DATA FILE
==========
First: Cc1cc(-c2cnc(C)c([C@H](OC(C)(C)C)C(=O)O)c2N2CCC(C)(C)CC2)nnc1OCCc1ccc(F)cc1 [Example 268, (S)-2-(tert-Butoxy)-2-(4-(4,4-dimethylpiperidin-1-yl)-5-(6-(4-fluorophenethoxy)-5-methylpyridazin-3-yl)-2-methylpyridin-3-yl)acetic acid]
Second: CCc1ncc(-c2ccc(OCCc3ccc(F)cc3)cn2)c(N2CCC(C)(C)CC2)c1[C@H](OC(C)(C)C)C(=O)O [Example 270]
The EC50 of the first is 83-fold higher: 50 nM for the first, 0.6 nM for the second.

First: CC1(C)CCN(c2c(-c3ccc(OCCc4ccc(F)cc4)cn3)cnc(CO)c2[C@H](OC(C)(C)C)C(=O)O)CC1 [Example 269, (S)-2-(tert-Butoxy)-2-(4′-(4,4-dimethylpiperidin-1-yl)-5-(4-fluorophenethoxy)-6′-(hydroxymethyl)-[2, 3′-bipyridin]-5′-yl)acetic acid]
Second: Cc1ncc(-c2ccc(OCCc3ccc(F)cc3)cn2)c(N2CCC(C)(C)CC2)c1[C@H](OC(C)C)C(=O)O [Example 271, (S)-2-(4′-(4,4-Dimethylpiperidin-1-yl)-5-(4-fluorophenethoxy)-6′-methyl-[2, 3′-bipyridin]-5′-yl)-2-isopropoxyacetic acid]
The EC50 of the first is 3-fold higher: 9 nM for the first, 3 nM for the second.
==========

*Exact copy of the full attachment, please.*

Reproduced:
First: Cc1cc(-c2cnc(C)c([C@H](OC(C)(C)C)C(=O)O)c2N2CCC(C)(C)CC2)nnc1OCCc1ccc(F)cc1 [Example 268, (S)-2-(tert-Butoxy)-2-(4-(4,4-dimethylpiperidin-1-yl)-5-(6-(4-fluorophenethoxy)-5-methylpyridazin-3-yl)-2-methylpyridin-3-yl)acetic acid]
Second: CCc1ncc(-c2ccc(OCCc3ccc(F)cc3)cn2)c(N2CCC(C)(C)CC2)c1[C@H](OC(C)(C)C)C(=O)O [Example 270]
The EC50 of the first is 83-fold higher: 50 nM for the first, 0.6 nM for the second.

First: CC1(C)CCN(c2c(-c3ccc(OCCc4ccc(F)cc4)cn3)cnc(CO)c2[C@H](OC(C)(C)C)C(=O)O)CC1 [Example 269, (S)-2-(tert-Butoxy)-2-(4′-(4,4-dimethylpiperidin-1-yl)-5-(4-fluorophenethoxy)-6′-(hydroxymethyl)-[2, 3′-bipyridin]-5′-yl)acetic acid]
Second: Cc1ncc(-c2ccc(OCCc3ccc(F)cc3)cn2)c(N2CCC(C)(C)CC2)c1[C@H](OC(C)C)C(=O)O [Example 271, (S)-2-(4′-(4,4-Dimethylpiperidin-1-yl)-5-(4-fluorophenethoxy)-6′-methyl-[2, 3′-bipyridin]-5′-yl)-2-isopropoxyacetic acid]
The EC50 of the first is 3-fold higher: 9 nM for the first, 3 nM for the second.